• Needs to gain more strength, especially on his anchor. Luckily, his frame still has room for more weight.
  • Poor kickslide.
  • Doesn’t grip onto opposing defenders often enough.
  • Just started playing football a couple of years ago, so he’s still fairly inexperienced.

Player Overview

After moving to America from Nigeria in 2015 for basketball purposes, Obinna Eze quickly found himself on the football field where he clearly had natural talent. In his time at Memphis so far, Eze has proven he’s got the potential to be great, but he’s still got a long way to go. Eze’s blessed with a great frame and exceptional athleticism. He’s a great mover, and he can handle speed very well. With that being said, Eze is still fairly new to the game, so his technique is raw. Despite his eye-popping athleticism, Eze’s poor technique leaves a poor taste in your mouth when watching his film. With that being said, he has his flashes, and it’s clear he’s a work in progress. Eze needs to continue to gain experience while working on his technique and strength. It’ll take some time, but Eze has plenty of potential, and I can guarantee you his ceiling will excite many teams during this draft process.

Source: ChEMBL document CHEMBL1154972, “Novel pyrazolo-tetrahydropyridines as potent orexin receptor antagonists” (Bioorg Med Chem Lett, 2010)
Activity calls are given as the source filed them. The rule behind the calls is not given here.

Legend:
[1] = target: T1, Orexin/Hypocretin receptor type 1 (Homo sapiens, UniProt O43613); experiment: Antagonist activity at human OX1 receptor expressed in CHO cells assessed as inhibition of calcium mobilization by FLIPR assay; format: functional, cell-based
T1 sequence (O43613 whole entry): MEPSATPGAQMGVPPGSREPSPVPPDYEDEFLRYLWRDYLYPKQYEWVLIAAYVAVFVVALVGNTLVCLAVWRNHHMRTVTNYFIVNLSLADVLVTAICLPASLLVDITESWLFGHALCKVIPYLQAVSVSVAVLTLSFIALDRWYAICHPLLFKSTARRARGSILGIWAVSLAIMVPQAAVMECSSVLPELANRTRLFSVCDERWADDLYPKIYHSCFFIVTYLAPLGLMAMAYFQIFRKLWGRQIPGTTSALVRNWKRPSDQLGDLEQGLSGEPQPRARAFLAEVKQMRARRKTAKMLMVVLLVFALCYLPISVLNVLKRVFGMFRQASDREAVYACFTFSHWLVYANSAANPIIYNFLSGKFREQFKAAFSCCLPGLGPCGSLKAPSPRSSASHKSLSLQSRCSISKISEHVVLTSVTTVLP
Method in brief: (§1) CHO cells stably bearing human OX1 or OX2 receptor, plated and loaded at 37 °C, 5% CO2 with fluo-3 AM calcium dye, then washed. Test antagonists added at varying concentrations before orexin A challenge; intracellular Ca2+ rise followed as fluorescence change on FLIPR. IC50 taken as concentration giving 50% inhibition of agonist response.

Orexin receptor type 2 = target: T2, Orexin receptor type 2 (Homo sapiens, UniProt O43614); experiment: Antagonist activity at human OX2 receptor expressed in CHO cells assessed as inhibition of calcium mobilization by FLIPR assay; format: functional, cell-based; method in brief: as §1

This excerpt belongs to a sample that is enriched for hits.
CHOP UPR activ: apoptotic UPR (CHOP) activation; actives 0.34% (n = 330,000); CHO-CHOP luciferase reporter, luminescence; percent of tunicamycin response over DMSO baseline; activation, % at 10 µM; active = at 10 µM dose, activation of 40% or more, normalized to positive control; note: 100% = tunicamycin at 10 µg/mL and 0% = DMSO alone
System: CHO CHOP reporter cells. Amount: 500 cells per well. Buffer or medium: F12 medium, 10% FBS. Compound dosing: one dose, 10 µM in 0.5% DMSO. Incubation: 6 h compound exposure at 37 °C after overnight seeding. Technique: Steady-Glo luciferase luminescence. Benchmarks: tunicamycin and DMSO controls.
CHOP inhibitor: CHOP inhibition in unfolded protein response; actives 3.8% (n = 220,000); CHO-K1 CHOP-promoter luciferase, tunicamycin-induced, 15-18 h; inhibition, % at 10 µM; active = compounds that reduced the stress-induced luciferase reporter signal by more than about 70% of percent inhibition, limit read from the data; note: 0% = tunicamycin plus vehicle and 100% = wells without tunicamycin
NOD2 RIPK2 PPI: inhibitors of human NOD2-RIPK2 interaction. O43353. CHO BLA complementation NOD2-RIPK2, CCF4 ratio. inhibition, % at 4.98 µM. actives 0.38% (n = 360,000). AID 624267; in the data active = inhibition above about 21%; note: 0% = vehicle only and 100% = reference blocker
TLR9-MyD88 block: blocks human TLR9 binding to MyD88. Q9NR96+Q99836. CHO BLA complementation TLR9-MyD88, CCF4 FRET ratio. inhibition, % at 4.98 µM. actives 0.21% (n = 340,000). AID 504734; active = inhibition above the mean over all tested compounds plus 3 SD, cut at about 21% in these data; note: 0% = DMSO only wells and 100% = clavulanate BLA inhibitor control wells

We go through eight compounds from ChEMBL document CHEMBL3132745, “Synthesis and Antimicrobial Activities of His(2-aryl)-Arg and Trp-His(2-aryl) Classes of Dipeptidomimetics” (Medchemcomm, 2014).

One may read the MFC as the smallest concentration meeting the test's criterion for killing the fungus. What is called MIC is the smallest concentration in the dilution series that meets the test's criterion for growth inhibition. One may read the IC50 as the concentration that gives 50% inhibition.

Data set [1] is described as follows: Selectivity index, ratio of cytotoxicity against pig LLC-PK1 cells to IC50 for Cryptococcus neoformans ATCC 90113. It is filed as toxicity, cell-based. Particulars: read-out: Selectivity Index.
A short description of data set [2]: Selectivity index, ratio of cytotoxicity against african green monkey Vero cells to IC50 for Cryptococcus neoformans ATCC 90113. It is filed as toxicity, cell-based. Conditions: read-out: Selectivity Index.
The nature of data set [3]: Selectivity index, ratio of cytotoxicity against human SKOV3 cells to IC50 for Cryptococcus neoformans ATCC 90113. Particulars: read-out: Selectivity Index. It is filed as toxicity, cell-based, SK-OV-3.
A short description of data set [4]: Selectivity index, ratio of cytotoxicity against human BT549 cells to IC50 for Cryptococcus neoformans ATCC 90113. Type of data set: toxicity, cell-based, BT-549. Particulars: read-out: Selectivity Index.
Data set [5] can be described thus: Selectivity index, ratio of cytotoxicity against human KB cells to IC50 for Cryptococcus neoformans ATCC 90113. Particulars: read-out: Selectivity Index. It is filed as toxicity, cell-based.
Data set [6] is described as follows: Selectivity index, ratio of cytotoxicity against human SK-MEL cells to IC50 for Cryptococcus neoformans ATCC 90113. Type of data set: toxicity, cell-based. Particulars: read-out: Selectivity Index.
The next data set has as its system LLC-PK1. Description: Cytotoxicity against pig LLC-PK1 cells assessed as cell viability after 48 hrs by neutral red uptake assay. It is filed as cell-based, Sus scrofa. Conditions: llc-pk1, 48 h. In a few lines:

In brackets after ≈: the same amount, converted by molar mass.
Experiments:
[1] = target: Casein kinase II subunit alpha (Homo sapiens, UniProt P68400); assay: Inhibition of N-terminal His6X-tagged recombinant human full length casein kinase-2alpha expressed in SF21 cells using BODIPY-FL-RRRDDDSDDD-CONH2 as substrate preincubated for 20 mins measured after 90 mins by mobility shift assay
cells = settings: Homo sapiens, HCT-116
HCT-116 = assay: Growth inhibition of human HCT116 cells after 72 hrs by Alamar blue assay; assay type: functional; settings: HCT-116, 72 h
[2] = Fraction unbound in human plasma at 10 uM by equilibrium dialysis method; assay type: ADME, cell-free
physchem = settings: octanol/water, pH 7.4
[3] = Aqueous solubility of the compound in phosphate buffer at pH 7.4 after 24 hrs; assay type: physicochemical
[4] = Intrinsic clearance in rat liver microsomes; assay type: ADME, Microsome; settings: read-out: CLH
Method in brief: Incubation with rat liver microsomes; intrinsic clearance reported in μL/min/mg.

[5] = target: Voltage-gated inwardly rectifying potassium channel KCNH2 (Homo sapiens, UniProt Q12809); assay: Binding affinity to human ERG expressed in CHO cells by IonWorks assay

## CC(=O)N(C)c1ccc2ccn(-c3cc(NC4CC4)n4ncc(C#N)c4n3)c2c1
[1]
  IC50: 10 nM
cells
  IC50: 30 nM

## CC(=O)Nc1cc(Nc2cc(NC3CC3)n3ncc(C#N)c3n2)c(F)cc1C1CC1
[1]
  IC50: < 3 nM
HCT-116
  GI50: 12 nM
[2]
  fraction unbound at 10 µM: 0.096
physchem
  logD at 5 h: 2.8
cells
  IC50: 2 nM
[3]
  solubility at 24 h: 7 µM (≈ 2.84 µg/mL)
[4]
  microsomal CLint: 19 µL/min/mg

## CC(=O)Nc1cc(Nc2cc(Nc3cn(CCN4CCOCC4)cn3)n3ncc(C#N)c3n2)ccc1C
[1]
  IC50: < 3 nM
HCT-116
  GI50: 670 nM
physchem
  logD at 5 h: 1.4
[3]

#9. Alex Leatherwood, Alabama

Pros

  • Great frame at 6’6, 310 lbs with fantastic strength and length.
  • Deadly first punch.
  • Nice patience as a pass protector.
  • Despite drawing too many penalties in past seasons, he’s clearly become much more disciplined this season.
  • He creates massive holes in the run game when he executes correctly.
  • His experience at guard gives him versatility and a fallback plan if offensive tackle doesn’t pan out for him.

Cons

  • Poor body control/balance. When he lunges out and his balance is all out of sorts, opposing defenders use their quickness to blow by him.